Sunday, November 1, 2009
We took Jonah trick-or-treating last night. It was a last-minute decision. Matthew had taken Jonah out to the playground, at my request, while I took one of those coma-like naps that are so rare to come by these days. When they got home, it was Jonah who woke me out of my dead sleep. "See mama," he said quietly from the foot of my bed. Then, when he didn't see me under the pile of covers, he yelled, "MAMA!"
Matthew told me about a nice boy that Jonah played with at the playground, who then headed home with his parents to get ready for trick-or-treating on Lanier Place. We had already seen the signs around the neighborhood. They planned to close down part of the street to vehicles for three hours for trick-or-treating. I was still groggy with sleep but had managed to move to the couch. "I think we should do it," Matthew said, sounding about as excited as a 10-year-old kid. I asked Jonah if he wanted to go trick-or-treating and wear his Bob the Builder costume. "Hmm!" he said, nodding his head, his eyes wide. (That means yes.)
Dressed in overalls, a striped shirt, boots, a hard hat and a tool belt, Jonah walked down the street between us as we headed toward Lanier. We were excited but a little unsure if Jonah, not even 2 years old, would embrace seeing a bunch of strange kids (and adults) in weird costumes. But, there's a fire station on the street, so we knew that at the very least we could take him to see the fire trucks. As we started down Lanier, I heard someone say, "Hey, builder man." A nice man sitting at the bottom of his stoop holding a bowl of candy. I held Jonah's hand and together we walked up to the man. "Say trick-or-treat," I said to Jonah. "Trick treat," he said, quietly. Then, he picked out a piece of candy, a bit uncertainly. "Put it in your bag," I told him. "And say thank you." And he did. "You're welcome. Happy Halloween," said the nice man. "Happy Ween," said Jonah. I looked up and saw the biggest smile on Matthew's face.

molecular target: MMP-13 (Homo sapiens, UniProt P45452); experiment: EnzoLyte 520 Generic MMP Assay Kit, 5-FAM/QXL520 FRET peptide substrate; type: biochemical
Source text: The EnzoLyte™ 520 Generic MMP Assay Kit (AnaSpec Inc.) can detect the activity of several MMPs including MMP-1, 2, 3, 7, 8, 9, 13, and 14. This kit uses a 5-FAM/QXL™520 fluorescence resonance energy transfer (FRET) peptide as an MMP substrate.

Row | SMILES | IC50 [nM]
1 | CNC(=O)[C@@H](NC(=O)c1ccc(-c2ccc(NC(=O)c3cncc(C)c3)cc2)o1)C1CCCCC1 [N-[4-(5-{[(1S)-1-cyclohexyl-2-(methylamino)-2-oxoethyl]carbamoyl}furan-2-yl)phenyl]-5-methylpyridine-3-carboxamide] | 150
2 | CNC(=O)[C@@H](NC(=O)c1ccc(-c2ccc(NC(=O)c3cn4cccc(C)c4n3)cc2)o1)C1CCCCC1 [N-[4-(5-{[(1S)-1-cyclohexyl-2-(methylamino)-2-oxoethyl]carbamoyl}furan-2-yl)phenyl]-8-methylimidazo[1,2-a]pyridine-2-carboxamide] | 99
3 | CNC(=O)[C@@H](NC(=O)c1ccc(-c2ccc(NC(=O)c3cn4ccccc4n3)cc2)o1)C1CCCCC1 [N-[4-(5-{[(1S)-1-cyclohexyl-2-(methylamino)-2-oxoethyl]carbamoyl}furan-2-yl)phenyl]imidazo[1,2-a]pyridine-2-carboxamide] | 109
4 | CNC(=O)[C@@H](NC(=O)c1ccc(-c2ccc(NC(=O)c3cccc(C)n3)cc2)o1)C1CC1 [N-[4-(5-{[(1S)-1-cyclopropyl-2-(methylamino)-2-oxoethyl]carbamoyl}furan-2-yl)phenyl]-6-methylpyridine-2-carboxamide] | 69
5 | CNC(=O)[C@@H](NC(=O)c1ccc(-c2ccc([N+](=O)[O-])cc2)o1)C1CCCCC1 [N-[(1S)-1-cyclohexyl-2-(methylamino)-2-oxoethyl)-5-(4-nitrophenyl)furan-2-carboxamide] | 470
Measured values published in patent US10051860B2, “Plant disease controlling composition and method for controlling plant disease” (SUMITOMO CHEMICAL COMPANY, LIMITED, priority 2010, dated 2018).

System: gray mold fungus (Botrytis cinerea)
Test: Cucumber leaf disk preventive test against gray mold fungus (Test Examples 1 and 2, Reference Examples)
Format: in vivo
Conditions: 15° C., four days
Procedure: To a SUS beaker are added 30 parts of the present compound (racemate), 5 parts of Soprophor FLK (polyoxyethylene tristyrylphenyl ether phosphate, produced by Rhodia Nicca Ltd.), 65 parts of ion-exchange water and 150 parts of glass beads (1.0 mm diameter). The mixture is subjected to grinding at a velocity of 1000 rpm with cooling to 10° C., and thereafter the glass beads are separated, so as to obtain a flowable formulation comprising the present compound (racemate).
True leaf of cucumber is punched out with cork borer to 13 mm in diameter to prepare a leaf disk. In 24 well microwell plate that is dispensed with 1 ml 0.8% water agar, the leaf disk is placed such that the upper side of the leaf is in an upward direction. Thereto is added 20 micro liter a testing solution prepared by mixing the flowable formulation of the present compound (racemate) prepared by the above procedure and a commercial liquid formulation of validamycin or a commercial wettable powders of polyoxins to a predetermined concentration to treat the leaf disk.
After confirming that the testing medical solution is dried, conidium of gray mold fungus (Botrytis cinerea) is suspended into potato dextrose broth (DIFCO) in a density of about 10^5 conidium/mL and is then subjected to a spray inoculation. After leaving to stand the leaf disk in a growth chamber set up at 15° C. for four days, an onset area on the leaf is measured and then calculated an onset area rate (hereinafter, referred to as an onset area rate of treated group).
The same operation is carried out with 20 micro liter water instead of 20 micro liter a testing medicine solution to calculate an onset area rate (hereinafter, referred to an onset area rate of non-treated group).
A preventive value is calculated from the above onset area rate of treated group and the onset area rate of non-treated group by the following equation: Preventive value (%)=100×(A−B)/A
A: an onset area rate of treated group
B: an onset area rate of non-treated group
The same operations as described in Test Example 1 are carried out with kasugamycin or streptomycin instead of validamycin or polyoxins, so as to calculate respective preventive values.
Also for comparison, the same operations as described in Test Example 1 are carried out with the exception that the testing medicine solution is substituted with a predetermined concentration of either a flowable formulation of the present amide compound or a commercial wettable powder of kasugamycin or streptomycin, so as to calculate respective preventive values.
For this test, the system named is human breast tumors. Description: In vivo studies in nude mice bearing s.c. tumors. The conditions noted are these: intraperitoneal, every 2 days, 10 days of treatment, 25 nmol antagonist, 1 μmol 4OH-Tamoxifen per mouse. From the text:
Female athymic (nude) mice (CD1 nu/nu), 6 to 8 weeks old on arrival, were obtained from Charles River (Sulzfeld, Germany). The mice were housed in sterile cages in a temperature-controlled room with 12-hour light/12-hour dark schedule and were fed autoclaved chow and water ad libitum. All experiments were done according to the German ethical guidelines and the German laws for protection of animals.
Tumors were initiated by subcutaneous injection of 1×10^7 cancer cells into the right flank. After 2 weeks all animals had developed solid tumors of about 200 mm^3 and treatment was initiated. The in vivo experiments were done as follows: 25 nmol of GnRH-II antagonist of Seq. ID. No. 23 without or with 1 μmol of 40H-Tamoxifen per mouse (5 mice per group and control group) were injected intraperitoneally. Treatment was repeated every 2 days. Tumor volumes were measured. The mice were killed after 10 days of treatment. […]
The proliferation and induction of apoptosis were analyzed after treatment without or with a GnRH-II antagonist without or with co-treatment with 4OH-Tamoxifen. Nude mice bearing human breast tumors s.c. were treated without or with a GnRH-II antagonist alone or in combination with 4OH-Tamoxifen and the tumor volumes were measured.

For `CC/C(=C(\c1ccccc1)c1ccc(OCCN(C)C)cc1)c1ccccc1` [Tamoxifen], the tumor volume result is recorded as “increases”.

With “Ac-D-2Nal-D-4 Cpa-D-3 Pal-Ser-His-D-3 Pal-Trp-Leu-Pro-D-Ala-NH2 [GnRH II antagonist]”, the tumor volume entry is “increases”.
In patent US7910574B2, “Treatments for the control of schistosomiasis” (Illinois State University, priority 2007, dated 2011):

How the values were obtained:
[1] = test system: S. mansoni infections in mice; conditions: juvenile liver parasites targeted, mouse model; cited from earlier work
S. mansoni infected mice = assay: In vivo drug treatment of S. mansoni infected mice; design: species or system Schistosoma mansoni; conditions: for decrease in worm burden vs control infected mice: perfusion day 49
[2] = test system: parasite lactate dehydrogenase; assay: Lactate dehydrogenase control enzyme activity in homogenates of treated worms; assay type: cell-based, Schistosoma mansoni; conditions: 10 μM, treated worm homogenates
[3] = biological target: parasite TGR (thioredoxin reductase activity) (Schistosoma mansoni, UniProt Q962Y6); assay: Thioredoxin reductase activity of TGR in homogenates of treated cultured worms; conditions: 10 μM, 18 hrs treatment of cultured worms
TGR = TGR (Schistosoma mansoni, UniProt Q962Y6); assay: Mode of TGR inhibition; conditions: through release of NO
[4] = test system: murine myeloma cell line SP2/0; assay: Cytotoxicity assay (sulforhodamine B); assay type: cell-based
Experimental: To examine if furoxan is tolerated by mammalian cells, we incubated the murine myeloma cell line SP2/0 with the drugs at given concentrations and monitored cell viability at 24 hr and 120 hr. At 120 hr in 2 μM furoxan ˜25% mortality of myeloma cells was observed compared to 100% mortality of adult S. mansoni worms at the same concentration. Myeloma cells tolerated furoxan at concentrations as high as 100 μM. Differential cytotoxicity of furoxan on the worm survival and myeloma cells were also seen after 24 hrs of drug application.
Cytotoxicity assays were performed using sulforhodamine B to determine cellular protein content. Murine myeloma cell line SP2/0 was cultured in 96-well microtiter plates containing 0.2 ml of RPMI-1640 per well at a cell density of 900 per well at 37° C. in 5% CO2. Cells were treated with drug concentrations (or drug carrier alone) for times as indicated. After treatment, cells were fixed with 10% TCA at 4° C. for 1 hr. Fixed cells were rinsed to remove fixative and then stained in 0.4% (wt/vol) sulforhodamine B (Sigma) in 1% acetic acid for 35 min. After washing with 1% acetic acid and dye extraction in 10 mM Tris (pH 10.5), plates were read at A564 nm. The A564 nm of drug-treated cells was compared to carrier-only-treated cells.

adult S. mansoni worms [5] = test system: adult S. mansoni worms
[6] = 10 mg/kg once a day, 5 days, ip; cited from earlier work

I looked around and realized that nice people holding big bowls of candy were sitting on the stoops of almost every house on this part of the street. Some were wearing costumes, like the guy dressed as a banana, who Jonah really liked. "Bina," he said, pointing at the banana guy. Even the firefighters were handing out candy. "Fire!" Jonah shouted when he saw the fire trucks. "Two fire crucks!" and "Ambance!"
We walked up one side of the street and down the other, sticking to the houses that drew Jonah or the ones where he didn't have to climb a whole bunch of steps. It didn't take him long to get the hang of it, saying, "Next house. Next house."
After visiting about a dozen or so houses, we decided that was enough and it was time to get home. Jonah seemed very proud of his bag of loot. At home, I showed him how to dump out the candy on the floor. He was especially interested in the lollipops and tried to put some wrapped candy bars in his mouth, but the only thing I let him eat were some raisins while he waited for dinner. I put his bag of candy on top of the refridgerator, it's "special spot," I told him. He hasn't even asked for the candy today. Clearly, for Jonah, his first time at trick-or-treating wasn't really about the candy. It was about growing up. How proud and a little sad it made Matthew and me feel to see our baby boy, a little man now, interacting with people on his own, learning the ropes of a neighborhood tradition in just a few minutes and how pleased he was with himself for doing it. ~ Nicole